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Table of Contents

Tips & Techniques4

One-Hand Bar Clamps8

These clamps are so easy to use, you'll wonder how you ever managed without them.

The one-handed clamps featured in the article starting on page 8 came from several sources. The Irwin Quick-Grip and the Bessey Power Grip are both available from either the Woodsmith Store or Rockler. The Bessey Kliklamp is carried by Rockler. Craftsman clamps are available at Sears stores or through their catalog.

The one-handed Jorgensen E-Z Hold clamp shown in the article was ordered from the Adjustable Clamp Company. Their number is listed at right.

Perfect Plane Performance10

5 shop-tested tune-up techniques for making this handy tool work even better.

An Invisible Plywood Edge12

A plywood edge that won't be noticed? We'll show you how easy it is to do.

Paneled Window Seat14

Just start with a simple plywood box and go from there. You won't believe the end result.

Online Extras

  • Paneled Window Seat
    You start by building a simple plywood box. A sheet of plywood and a little bit of basic joinery is all it takes. Next, you cover this "shell" with solid-wood framing and add some traditional molding. Glue, brads, and a handful of screws hold it all together. In no time, the basic plywood box is transformed into a classic.
  • Bead Board Chest
    The "casual" bead board chest in the drawing has the same basic structure as its more formal cousin. But a few simple changes give it a very different appearance.

If you’re lucky, you can find all of the materials and supplies you need to build either of the window seats in a single trip to a lumberyard or home improvement center. The pre-made moldings (colonial baseboard, panel molding, and bead board) used are pretty common styles but they may vary slightly from store to store. It’s not critical that the moldings you use precisely match those shown. Just find something close and if necessary, you can make minor adjustments to the design.

Knock-Down Bookshelf20

It's functional and looks great, but the best part is it goes together with no trouble.

  • Page 25: Exploded view
    Dimension of shelf is 12", not 12 5/8" as printed. The larger number is the size of the shelf plus the back rail (parts P and S.)

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All of the hardware used on the knock-down bookshelf was purchased from Rockler. To assemble the bookshelf, you’ll need 2" connector bolts (#31849), cap nuts (#31815), hex-drive threaded inserts (#31872), and a handful of tabletop fasteners (#34215). To help level the bookshelf, you’ll want to install four cabinet lifting levelers (#81696).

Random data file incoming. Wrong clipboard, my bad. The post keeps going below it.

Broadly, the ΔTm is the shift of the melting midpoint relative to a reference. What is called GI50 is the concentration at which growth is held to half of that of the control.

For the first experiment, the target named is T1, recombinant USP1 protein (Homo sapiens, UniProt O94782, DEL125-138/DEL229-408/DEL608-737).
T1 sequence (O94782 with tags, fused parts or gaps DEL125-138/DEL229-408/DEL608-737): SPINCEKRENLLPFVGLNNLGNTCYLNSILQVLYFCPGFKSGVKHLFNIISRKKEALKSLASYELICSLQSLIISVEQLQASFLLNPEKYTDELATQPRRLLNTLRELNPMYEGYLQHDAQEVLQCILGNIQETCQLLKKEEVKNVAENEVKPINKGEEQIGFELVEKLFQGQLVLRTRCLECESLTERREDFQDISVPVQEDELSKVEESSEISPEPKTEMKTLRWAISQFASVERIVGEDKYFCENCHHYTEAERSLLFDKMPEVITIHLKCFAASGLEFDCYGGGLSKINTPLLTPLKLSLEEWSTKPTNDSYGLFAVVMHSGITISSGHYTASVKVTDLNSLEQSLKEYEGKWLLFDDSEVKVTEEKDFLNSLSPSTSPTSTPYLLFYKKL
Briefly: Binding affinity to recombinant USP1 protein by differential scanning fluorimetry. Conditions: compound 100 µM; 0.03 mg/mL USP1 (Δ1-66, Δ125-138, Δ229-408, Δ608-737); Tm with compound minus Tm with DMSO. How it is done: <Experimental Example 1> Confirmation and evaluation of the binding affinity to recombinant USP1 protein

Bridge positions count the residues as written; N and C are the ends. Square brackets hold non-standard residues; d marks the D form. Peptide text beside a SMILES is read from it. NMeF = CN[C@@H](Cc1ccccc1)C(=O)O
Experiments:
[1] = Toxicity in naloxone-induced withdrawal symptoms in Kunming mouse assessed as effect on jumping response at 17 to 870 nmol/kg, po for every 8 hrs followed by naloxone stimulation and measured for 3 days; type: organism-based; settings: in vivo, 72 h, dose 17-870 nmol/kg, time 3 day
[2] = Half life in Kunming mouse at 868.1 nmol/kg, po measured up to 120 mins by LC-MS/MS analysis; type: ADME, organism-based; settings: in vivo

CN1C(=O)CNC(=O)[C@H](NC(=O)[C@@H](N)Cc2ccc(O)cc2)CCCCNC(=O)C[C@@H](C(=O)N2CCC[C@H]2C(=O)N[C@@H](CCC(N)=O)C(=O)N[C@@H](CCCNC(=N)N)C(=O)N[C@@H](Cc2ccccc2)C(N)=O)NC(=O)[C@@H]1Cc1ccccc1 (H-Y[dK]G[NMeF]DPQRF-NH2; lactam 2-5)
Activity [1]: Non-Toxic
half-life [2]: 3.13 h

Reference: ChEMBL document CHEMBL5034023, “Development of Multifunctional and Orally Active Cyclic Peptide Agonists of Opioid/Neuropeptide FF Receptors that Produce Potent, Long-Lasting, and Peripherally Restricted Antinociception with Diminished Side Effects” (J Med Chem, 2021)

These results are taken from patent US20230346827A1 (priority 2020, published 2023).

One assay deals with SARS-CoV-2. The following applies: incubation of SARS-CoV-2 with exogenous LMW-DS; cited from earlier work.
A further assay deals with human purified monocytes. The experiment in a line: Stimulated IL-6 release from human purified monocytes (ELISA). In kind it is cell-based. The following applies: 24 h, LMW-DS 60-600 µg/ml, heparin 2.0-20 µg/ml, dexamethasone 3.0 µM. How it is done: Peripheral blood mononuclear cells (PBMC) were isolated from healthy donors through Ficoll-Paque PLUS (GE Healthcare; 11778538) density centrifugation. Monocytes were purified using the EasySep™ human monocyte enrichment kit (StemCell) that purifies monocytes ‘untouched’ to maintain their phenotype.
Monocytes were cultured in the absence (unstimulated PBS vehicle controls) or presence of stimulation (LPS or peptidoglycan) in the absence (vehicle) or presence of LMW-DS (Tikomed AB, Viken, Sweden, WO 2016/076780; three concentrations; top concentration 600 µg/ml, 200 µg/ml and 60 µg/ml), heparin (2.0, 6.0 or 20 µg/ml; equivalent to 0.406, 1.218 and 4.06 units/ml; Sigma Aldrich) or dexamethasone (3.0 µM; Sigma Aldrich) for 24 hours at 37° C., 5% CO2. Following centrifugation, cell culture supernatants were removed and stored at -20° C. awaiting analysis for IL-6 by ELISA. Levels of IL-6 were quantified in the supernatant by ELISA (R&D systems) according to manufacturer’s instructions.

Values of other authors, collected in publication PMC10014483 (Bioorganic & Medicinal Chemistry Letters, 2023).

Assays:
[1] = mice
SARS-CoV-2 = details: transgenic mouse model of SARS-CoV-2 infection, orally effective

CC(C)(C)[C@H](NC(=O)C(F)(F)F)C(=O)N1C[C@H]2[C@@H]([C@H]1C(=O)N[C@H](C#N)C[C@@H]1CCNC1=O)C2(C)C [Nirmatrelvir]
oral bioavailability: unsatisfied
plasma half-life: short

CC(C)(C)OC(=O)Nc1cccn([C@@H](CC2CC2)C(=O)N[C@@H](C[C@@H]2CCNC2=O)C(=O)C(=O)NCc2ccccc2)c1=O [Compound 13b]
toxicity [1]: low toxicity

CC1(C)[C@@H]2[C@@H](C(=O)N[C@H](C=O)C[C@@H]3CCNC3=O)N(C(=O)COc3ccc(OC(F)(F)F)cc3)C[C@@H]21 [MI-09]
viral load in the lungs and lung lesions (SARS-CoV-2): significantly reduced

Shop Notebook26

Pencil Post Bed28

This classic bed features simple joinery, hand-carved details, and traditional hardware.

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You’ll really only need a small amount of hardware to build the pencil post bed. To attach the rails to the legs, I used standard 3/8" x 6" hex-head bolts with washers and nuts. You should be able to find these at any well-stocked hardware store or home improvement center.

If you would like to use traditional bed bolts on the project, these can be purchased from Rockler or one of the other sources listed. You’ll need to buy a bed bolt wrench as well.

To cover the counterbored holes I drilled in the legs to install the bed bolts, I purchased eight 11/2"-dia. antique brass bed bolt covers with screws (#99235) from Rockler. And finally, you’ll need eight traditional bed irons to support the box spring and mattress. They’re available from either Rockler (#38593) or Horton Brasses (#H-550). These bed irons can vary in size, so it’s best to have them in hand before you start cutting the mortises in the bed rails.

Choosing the Best Joinery38

Learn the ins and outs of how to select the right joinery for your next project.

Extra Work Surfaces42

Can't find a space to do an assembly or even set down a tool? Take a look at some easy-to-build solutions to this common problem.

Three Basic Router Bits44

You probably already have the bits you need to make a host of decorative profiles.

Online Extras

  • More Profiles from Three Router Bits
    You might be surprised at what you can do with the three router bits shown at right. The article "Three Basic Router Bits" in Woodsmith No. 153 gives you a start by showing the step-by-step process for making seven different edge treatments. But those are just a few of the possibilities.

You may already own one or all of the standard router bits used to make the profiles in the article on page 44. The three bits that I used are made by Amana Tool and can be purchased from the Woodsmith Store. Very similar bits are available from many other manufacturers.

Solving Finishing Problems46

Shellac can help you avoid common finishing problems and give you better results.

Q & A48

A Lamb's Tongue Chamfer50

A chisel, carving knife, and file are all it takes to create this great-looking traditional detail.

Final Details52